Hope Is Currency
I grew up in Southern California, where December rarely gets below a crisp 45° and the outdoor malls put colored lights on the palm trees. While TV and movies would depict the holidays as a cozy time for families to snuggle up and watch the snow while decorating their homes, I usually found it hard to get in the Christmas spirit. Maybe that’s why my favorite Christmas songs are about how it feels to be out of sync with others.
When my friend introduced me to “The Atheist Christmas Carol” a few years ago, I rolled my eyes. But she urged me to listen to it… and I fell in love. The quiet piano, the beautiful lyrics, the simple message: it all makes me remember what I love about this time of the year without being saccharine.
After all, there's nothing simple about the holidays. As the year starts to wind down, things seem to move faster and faster, and it’s easy to let that rush get the best of you. Weekends can be booked with parties; evenings are often spent doing shopping or preparing. When the sun has already set by the time you get off of work, it can be disheartening. The emphasis on being with friends and family can be challenging emotionally and spiritually. Joy can feel empty when it is compulsory. The promise of liberation is hard fought and well earned.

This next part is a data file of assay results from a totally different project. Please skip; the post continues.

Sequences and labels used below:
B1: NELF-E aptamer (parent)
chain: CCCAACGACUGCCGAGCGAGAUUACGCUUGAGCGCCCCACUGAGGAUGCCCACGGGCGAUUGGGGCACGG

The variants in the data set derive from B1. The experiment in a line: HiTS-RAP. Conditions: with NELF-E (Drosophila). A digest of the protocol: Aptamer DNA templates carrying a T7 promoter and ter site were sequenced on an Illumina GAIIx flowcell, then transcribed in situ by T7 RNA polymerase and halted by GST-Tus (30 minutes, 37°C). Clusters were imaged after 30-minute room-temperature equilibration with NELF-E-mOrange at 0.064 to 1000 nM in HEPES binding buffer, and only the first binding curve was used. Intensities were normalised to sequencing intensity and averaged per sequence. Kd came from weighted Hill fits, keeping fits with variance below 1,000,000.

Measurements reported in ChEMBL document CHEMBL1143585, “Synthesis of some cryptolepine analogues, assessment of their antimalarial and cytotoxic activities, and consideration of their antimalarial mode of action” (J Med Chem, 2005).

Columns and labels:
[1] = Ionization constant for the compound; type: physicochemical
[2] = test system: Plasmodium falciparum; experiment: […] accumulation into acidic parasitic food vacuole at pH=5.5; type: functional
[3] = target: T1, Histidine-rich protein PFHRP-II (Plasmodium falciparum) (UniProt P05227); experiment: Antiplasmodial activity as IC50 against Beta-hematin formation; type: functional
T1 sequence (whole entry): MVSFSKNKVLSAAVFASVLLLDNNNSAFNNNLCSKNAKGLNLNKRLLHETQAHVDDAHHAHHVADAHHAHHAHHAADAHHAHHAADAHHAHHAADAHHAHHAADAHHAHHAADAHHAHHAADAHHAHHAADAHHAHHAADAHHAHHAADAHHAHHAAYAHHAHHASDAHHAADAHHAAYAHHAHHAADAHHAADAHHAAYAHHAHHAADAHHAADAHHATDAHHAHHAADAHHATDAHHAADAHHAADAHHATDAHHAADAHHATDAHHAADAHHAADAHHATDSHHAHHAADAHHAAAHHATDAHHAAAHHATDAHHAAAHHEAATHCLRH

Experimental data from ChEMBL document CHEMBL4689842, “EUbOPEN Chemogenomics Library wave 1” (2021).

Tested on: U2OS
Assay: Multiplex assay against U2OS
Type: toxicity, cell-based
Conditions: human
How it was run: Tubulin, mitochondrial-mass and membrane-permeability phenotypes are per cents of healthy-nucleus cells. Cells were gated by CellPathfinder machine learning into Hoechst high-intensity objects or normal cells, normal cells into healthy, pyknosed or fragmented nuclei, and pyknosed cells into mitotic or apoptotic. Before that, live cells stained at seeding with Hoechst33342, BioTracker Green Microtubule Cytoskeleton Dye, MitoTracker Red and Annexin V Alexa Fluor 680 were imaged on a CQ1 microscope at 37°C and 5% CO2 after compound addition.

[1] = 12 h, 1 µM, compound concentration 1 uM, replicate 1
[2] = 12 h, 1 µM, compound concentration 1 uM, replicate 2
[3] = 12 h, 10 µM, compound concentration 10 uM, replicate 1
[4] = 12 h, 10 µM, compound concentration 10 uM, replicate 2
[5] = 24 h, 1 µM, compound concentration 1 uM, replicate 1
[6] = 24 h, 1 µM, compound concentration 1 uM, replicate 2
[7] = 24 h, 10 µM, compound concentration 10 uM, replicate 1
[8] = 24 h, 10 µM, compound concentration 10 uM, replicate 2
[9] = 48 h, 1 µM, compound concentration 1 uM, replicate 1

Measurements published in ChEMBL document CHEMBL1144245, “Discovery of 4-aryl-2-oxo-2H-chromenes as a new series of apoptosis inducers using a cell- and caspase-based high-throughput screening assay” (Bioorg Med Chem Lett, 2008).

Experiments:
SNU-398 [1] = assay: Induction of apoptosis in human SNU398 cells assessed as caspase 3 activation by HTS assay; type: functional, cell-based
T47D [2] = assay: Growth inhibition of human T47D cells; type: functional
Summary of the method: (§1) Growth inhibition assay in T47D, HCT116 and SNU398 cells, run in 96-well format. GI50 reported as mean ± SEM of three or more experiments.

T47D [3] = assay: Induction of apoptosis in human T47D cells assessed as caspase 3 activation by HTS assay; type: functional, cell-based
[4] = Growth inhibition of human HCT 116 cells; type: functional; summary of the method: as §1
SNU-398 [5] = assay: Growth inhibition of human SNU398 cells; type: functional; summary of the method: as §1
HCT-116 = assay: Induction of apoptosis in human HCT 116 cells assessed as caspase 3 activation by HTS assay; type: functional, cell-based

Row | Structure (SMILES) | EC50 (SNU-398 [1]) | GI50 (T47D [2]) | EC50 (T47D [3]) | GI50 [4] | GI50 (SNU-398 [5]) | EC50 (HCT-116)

In this time of lights in the darkness, warmth in the cold, and music in the silence, let us also remember to appreciate the dark, the cold, and the quiet; to celebrate by doing simple acts of kindness for one another; to recall that the sun will come again.
In the meantime, we can be together in the complexity of it all. If you're struggling in this holiday season, you are not alone. Please reach out to someone for connection (it’s possible they're struggling, too). And don’t forget we love you. Joy can be fleeting, but love is real.
In this time of endings and beginnings, may we find ways to bring more love and joy into the world. May we rest in the complexity of the world and find comfort in the mystery. May our lives be filled with gratitude and grace. And may we know that none of it has to be done alone.